Mi sei mancata un sacco.

I take it this is said by a female speaker?

Update: bad assumption!

Ah, I would’ve expected it to have been directed towards a female person, since I’d expect the ending of “mancata” to change according to the person corresponding to “sei”, but I guess I might easily be mistaken with regards to this.

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It looks as my assumption was wrong and “mancata” indeed refers to a female that has been missed, irrespective of by whom. Sorry about the confusion!

Nevertheless, it’s quite a strange structure, isn’t it? My dictionary doesn’t even mention this usage. Would it be safe to liken it with an instance of passato prossimo using essere, akin to “sei uscita”?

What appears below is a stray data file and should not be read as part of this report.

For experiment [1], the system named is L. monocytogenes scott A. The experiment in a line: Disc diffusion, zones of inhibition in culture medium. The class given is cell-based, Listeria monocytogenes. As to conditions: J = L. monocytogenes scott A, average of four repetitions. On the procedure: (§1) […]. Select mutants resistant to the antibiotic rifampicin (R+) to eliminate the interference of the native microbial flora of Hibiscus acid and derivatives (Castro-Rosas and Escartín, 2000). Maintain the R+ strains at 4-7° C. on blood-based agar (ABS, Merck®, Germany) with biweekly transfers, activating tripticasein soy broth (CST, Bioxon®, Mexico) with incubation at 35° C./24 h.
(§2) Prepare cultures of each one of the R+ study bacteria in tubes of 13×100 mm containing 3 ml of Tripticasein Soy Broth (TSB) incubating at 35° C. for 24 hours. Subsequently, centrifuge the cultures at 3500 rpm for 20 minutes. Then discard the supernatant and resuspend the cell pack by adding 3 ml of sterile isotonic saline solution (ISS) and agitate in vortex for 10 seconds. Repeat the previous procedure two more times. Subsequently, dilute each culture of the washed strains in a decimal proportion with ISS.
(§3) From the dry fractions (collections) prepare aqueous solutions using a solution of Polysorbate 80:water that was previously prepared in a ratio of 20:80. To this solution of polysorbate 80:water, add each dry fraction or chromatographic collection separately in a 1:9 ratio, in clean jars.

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Yes. “Sei uscita” means you left (or exited, or went out). “Sei mancata” means “you were missed”. “Mi sei mancata” means “You were missed by me” (that’s where the “mi” comes in) which is equivalent to I missed you, which is typically what you’d say in English.


Ciao Lea1123 e benvenuta. This is a really helpful and clear explanation. Like the construction for “piacere”, this always takes some practice.


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